Well, there was never an assistant available (out of the 6) because the doctor saw about 70 patients per day. I saw up to 18 per day. On top of only having 30 minutes per patient, I was expected to help the doctor anesthetize. I was told the same as you; no need for full periodontal charting unless they needed it to bill for SRP. What?! And, “Why do you handscale, just use the ultrasonic.” No! You need to fine handscale after the ultrasonic! The doctor would even embarrass me in front of patients if I missed one tiny speck of supracalculus, even though it was because of time restraints he had given, that I wasn’t able to be thorough.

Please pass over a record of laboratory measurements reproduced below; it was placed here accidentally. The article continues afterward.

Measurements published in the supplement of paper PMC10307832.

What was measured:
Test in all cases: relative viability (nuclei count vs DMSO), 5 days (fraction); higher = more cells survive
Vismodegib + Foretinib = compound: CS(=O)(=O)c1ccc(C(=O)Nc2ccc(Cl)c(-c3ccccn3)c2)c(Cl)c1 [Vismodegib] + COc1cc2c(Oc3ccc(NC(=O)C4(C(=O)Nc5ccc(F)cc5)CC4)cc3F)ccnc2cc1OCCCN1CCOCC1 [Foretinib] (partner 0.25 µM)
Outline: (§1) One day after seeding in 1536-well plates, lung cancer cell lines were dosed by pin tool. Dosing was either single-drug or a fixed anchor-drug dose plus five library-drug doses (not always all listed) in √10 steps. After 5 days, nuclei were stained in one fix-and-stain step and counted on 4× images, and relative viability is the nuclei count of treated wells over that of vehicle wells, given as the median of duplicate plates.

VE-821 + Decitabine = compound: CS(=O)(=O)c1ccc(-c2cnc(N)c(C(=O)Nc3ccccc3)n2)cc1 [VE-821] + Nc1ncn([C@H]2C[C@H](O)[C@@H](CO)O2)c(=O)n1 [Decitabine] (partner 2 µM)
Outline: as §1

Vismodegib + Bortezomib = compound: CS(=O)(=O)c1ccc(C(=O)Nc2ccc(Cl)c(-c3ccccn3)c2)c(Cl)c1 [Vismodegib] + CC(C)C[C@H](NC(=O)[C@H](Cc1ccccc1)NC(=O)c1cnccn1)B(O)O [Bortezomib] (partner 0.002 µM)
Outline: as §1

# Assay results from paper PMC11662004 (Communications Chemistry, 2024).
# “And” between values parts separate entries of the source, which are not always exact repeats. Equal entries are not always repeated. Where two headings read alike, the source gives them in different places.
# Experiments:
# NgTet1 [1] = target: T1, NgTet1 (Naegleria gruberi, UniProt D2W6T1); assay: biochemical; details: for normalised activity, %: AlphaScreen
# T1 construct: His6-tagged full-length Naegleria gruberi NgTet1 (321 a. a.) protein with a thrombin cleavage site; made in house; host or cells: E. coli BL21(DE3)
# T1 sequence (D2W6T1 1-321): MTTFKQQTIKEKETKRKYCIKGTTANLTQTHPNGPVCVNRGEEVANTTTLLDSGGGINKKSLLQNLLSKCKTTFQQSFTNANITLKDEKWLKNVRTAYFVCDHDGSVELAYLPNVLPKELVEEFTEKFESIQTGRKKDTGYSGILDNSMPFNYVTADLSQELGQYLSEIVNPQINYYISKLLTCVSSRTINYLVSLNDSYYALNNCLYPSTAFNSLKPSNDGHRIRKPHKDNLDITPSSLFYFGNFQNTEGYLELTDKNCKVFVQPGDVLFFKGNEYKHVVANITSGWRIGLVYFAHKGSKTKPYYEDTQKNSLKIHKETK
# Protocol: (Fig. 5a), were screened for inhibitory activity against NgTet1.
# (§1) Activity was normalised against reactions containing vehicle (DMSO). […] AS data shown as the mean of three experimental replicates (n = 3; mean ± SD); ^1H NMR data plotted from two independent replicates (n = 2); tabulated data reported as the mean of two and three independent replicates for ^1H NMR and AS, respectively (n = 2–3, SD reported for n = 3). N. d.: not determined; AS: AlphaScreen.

I was drowning, physically and mentally, like it sounds like you are. I began resenting my career choice, even though dental hygiene was the plan for as long as I can remember. I cried more when working for this office then I did in hygiene school. I begged for more time, like you, to no avail. You ARE being set up to fail in this office. If this office is anything like what I experienced, profits were above patient care. Get them in, get them out, no matter what expense to them or you (think musculoskeletal injuries here, not to mention burnout). It’s not worth it. Patient care matters and so do YOU! You have to sleep at night knowing you did the best for your patients. If you don’t feel like you are being given that opportunity, you are probably right.